Dionysus Quotes

Quotes tagged as "dionysus" Showing 1-30 of 45
Rick Riordan
“God alert!" Blackjack yelled. "It's the wine dude!
Mr. D sighed in exasperation. "The next person, or horse, who calls me the 'wine dude' will end up in a bottle of Merlot!”
Rick Riordan, The Titan's Curse

Rick Riordan
“I turned to Dionysus. "You cured him?"
"Madness is my specialty. It was quite simple."
"But...you did something nice. Why?"
He raised and eyebrow. "I am nice! I simple ooze niceness, Perry Johansson. Haven't you noticed?”
Rick Riordan, The Battle of the Labyrinth

Rick Riordan
“You're Dionysus," I said. "The god of wine."
Mr. D rolled his eyes. "What do they say these days, Grover? Do the children say 'Well duh!'?"
Y-yes, Mr. D."
Then, well, duh! Percy Jackson. Did you think I was Aphrodite, perhaps?"
You're a god."
Yes, child."
A god. You.”
Rick Riordan, The Lightning Thief

Rick Riordan
“Erre es korakas, Blinky!" Dionysus cursed. "I will have your soul!”
Rick Riordan, The Last Olympian

Rick Riordan
“And, whoa!" He turned to Mr.D. "Your the wine dude? No way!"
Mr.D turned hi eyes away from me and gave Nico a look of loathing. "The wine dude?"
"Dionysus, right? Oh, wow! I've got your figurine!"
"My figurine."
"In my game, Mythomagic. And holofoil card, too! And even though you've only got like five hundred attack points and everybody thinks your the lamest god card, I totally think your powers are sweet!"
"Ah." Mr.D seemed truly perplexed, which probably saved my life. "Well, that's...gratifying.”
Rick Riordan, The Titan's Curse

Rick Riordan
“Kronos would be 10 times more powerful. His very presence would incinerate you. And once he achieves this he will empower the other Titans. They are weak, compared to what they soon will become, unless you can stop them, the world will fall, the gods will die, and I will never achieve a perfect score on this stupid machine.”
Rick Riordan, The Last Olympian

Rick Riordan
“If I had my way," Dionysus said, "I would cause your molecules to erupt in flames. We'd sweep up the ashes and be done with a lot of trouble. But Chiron seems to feel this would be against my mission at this cursed camp: to keep you little brats safe from harm."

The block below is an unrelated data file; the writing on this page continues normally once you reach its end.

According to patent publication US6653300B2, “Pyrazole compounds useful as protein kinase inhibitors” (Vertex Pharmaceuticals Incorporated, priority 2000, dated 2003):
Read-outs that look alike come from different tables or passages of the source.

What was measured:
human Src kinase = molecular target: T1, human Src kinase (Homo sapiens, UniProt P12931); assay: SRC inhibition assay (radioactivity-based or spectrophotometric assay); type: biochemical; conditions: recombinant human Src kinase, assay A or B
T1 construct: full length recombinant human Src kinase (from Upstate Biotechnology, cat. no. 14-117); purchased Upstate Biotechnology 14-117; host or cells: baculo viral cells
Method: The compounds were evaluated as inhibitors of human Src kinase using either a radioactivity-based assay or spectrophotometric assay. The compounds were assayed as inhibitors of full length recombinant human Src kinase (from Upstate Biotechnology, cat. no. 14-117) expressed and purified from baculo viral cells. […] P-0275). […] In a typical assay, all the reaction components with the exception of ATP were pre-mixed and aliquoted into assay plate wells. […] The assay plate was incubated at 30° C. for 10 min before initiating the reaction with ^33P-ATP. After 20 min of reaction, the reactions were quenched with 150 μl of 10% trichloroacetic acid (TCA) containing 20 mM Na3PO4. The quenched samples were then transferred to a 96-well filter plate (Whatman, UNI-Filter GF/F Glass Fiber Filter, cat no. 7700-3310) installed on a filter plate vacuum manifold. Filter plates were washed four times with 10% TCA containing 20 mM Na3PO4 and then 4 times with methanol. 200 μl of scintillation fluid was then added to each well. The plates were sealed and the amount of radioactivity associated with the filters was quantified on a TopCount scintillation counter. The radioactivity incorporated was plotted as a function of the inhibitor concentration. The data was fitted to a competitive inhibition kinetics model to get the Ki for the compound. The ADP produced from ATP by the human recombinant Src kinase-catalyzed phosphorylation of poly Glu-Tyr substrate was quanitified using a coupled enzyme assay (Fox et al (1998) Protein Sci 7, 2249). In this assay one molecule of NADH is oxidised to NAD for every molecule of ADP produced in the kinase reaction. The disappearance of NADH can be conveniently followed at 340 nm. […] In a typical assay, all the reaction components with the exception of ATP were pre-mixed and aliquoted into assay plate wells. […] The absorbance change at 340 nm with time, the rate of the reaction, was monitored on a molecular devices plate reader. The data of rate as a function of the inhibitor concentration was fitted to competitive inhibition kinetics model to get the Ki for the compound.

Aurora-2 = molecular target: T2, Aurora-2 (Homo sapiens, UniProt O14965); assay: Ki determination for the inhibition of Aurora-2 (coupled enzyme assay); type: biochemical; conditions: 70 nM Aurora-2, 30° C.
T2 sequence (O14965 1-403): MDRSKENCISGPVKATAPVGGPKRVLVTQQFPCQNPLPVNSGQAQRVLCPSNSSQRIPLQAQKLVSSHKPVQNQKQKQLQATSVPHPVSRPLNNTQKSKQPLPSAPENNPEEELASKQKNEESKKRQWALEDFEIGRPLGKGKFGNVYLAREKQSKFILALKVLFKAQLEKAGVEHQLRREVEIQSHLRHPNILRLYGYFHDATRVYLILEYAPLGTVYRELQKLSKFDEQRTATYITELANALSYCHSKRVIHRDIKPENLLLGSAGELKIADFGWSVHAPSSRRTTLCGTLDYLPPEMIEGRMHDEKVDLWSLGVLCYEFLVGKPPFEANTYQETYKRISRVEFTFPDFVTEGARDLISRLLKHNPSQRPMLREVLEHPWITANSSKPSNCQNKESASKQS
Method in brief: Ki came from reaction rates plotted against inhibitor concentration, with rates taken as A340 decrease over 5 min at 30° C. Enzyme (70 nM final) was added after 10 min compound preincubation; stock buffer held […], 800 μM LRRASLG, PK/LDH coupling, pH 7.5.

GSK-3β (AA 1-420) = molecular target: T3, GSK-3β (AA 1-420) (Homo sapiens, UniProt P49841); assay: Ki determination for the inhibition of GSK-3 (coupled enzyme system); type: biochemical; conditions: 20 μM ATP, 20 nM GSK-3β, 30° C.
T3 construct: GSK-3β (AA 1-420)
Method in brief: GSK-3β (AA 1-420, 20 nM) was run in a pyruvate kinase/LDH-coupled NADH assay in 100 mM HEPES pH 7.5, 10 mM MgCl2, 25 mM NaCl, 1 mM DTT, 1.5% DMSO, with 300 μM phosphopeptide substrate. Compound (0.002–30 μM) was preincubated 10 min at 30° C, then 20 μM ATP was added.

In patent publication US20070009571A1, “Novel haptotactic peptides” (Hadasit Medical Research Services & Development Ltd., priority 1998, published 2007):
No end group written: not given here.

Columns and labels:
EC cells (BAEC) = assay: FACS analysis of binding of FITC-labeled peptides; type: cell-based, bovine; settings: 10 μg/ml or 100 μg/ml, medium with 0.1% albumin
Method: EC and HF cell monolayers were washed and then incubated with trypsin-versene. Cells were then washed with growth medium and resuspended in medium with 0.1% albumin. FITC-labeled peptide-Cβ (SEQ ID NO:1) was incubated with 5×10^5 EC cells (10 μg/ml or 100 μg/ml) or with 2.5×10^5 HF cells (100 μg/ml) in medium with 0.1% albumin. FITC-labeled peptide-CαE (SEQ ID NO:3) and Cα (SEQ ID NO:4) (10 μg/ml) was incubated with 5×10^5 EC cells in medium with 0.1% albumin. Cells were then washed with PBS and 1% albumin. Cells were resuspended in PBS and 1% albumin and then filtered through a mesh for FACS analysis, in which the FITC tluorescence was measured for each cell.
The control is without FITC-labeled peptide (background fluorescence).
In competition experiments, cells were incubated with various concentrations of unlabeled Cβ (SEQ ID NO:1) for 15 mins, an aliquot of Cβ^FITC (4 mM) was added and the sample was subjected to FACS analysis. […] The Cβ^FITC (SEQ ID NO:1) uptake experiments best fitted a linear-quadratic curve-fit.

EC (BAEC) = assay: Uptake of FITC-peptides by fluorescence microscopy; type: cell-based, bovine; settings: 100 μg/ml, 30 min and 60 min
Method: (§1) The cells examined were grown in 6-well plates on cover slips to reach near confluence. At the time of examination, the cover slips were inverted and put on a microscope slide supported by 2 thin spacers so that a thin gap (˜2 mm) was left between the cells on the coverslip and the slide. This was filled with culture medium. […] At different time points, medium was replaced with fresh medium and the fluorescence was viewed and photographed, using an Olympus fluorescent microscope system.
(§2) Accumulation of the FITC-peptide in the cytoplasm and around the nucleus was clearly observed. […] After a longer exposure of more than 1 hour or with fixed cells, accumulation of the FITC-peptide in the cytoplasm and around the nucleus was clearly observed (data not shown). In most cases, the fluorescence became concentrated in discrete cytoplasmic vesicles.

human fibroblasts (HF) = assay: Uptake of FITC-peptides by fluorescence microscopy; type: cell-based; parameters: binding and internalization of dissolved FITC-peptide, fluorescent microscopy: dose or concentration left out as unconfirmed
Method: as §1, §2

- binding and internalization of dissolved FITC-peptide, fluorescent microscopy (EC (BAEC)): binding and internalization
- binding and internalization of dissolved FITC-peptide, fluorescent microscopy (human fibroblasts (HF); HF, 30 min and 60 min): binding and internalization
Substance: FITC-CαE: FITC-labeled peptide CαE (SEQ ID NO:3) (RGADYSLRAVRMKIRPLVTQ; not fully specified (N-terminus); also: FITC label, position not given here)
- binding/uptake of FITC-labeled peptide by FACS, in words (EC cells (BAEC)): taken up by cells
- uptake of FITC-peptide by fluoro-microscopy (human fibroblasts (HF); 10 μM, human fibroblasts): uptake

"Spontaneous combustion is a form of harm, Mr. D," Chiron put in.
"Nonsense," Dionysus said. "Boy wouldn't feel a thing. Nevertheless, I've agreed to restrain myself. I'm thinking of turning you into a dolphin instead, sending you back to your father.”
Rick Riordan, The Lightning Thief

Rick Riordan
“I will deny I ever said this, of course, but the gods need heroes. They always have. Otherwise we would not keep you annoying little brats around."

I feel so wanted. Thanks.”
Rick Riordan, The Last Olympian

Rick Riordan
“Grover Underwood of the satyrs!" Dionysus called.
Grover came forward nervously.
"Oh, stop chewing your shirt," Dionysus chided. "Honestly, I'm not going to blast you. For your bravery and sacrifice, blah, blah, blah, and since we have an unfortunate vacancy, the gods have seen fit to name you a member of the Council of Cloven Elders."
Grover collapsed on the spot.
"Oh, wonderful," Dionysus sighed, as several naiads came forward to help Grover. "Well, when he wakes up, someone tell him that he will no longer be an outcast, and that all satyrs, naiads, and other spirits of nature will henceforth treat him as a lord of the Wild, with all rights, privileges, and honors, blah, blah, blah. Now please, drag him off before he wakes up and starts groveling."
"FOOOOOD," Grover moaned, as the nature spirits carried him away.